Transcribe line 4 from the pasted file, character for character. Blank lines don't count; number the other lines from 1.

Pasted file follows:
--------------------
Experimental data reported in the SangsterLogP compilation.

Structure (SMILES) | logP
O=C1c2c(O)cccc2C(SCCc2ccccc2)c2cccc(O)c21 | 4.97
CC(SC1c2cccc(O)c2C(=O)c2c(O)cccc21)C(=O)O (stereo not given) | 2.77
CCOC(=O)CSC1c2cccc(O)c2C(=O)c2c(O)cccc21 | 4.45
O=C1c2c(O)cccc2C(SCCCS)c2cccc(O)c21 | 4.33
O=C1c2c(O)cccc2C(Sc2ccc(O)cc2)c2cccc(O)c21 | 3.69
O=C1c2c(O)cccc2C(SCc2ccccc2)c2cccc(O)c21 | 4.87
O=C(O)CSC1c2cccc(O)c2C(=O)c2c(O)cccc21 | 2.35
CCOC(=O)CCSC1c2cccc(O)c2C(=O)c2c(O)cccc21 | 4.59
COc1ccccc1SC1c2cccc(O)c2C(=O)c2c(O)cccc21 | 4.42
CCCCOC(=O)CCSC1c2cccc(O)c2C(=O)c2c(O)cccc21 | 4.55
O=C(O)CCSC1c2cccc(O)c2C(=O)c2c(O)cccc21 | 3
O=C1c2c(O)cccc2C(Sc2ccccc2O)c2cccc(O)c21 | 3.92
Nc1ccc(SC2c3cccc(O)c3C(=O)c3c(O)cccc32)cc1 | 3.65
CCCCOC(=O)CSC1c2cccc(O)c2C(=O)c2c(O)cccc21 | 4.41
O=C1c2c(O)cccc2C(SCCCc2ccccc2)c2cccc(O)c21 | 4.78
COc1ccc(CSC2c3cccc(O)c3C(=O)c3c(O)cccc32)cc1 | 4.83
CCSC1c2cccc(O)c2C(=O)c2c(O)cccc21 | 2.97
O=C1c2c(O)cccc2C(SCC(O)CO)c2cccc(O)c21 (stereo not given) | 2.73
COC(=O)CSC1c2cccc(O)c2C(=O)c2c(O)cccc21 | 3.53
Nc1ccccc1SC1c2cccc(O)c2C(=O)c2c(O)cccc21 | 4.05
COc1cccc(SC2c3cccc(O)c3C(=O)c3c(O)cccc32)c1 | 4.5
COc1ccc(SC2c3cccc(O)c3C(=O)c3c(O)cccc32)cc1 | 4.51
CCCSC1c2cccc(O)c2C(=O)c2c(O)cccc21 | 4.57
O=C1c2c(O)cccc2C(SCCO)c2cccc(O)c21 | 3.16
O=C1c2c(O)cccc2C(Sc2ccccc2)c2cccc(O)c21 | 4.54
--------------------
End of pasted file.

CC(SC1c2cccc(O)c2C(=O)c2c(O)cccc21)C(=O)O (stereo not given) | 2.77